The term 'wireless charging' in its current state is misleading. Wireless charging requires such proximity between a phone and a charging pad that it should be called 'contact' charging instead. True wireless charging is a different ball-game altogether and is still a challenge.
The current and the most popular wireless charging standard is Qi (pronounced as Chee). Developed by Wireless Power Consortium, Qi uses an inductive charging pad to charge compatible devices over up to 4cm. Qi was first adopted by Nokia in 2012 in its Lumia 920 smart phone and has 300-member companies. Other than Qi, there is also an AirFuel Alliance having 150-member companies. The AirFuel Alliance is promoting the use of resonant technology for wireless charging and has only one certified product type. However, Qi is fast becoming the most popular wireless charging standard and even Apple has adopted the standard for its iPhone models.
Qi wireless charging works with two coils - one of the coils is built into the phone and the other comes inside the wireless charging pad. The charging takes place when both the coils are close to each other and transfer of energy takes place from the charger to a receiver by the way of electromagnetic induction. The Qi charging pad has an in-built induction coil that creates an alternating magnetic field. The receiver coil inside the smartphone converts this field back into the AC power which is then passed through a power rectifier and a stabiliser, and is eventually converted into DC power for the battery. Several bathroom accessories like rechargeable toothbrushes have been using inductive wireless charging since the '90s. However, charging a phone wirelessly, but nonetheless stuck to a charging pad, is barely a convenience. Add to this, if you want to pick your phone up to type something then the charging stops! But a great wireless alternative, Radio Frequency (RF) wireless charging, is already here.
Radio waves are all around us and are available in a variety of frequency ranges, especially in the urban areas. These waves, if properly harvested, can be used to generate energy. However, at present, RF chargers use a hub that converts electricity into radio frequencies which can then be fired up to a distance of 5 meters. Unlike the Qi charging, radio frequency chargers use electromagnetic waves and not induced magnetic fields (induction). Almost any kind of device can pick these radio frequencies and convert it back to electricity. So, none of your wireless gadgets including headphones, game controllers etc., would ever require charging. However, these radio frequencies lose energy very quickly as they travel through the air. For example, the power output falls from 10 watts to just 2 watts when a wireless device is moved 40cm away from the hub, and moving further beyond these distances, the output comes down to milliwatts.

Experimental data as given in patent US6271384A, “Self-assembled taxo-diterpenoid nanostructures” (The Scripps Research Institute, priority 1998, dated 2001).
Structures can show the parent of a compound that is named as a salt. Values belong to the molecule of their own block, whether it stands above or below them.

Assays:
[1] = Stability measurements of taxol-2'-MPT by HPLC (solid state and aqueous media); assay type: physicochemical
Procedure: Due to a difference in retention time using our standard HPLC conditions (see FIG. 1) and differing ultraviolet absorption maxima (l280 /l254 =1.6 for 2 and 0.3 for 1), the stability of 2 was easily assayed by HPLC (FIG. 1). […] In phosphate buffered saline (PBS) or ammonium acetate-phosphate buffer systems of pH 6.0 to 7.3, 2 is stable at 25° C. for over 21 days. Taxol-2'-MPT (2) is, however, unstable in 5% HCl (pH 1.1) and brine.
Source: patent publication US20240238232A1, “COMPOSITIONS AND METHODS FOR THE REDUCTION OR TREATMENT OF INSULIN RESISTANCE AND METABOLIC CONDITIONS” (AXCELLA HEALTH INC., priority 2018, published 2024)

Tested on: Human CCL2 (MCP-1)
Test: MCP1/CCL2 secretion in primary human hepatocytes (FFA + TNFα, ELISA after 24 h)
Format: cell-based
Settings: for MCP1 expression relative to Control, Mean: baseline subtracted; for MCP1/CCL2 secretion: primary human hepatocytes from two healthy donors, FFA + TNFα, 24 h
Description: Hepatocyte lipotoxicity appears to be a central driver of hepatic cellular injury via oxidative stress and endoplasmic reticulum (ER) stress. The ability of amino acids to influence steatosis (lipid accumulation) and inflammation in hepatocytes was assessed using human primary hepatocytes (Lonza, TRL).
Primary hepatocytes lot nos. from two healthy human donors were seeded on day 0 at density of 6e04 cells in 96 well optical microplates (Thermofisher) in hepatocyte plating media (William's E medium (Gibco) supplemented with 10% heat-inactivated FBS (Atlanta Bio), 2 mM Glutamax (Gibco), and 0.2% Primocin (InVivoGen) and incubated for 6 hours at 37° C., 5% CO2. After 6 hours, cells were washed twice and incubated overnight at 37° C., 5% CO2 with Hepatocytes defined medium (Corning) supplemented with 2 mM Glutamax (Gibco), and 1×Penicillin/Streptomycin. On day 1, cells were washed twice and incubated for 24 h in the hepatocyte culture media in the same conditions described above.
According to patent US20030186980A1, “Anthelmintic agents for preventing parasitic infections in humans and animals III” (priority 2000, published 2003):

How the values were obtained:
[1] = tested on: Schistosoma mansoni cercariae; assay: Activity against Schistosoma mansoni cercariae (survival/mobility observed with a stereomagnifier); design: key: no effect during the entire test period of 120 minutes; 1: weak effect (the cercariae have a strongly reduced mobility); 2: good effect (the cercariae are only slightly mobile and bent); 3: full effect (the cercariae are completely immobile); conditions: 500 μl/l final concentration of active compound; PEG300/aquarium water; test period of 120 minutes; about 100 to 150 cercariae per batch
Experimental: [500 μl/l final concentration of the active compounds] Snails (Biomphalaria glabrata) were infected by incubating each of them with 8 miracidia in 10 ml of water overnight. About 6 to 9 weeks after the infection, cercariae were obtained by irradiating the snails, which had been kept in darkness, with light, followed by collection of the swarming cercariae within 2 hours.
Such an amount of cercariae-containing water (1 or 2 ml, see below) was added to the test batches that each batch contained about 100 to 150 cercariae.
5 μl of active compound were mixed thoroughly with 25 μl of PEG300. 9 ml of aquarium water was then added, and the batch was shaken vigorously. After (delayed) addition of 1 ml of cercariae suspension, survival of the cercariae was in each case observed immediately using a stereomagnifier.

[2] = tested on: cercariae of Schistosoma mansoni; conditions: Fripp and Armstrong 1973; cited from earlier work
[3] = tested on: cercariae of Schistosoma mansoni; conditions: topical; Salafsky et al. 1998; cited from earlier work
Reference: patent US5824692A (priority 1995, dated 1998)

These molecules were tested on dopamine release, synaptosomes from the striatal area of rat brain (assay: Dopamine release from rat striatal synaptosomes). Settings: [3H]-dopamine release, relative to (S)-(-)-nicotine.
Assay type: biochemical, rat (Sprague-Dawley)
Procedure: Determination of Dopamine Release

Future will eventually be battery-less, and smartphones, laptops and other wireless gadgets of the future won't need to have a battery built into them. For all this to happen, wireless charging first needs to solve the efficiency problem. Safety is another big issue that needs to be addressed. The technology is exciting but there are still several unanswered questions like the overall increase in load on the grid. Almost 2.5 billion smartphones will be in circulation by the end of 2019 and if all had inductive charging, the impact could be over 23,000MWh consumed per day. To produce this power cleanly, the added load would require an additional 1,400 wind turbines. A lot of this additional stress on the grid is owing to the fact that the wireless charging is still an inefficient technology and could have severe environmental effects down the road.
Edited By: Udit Verma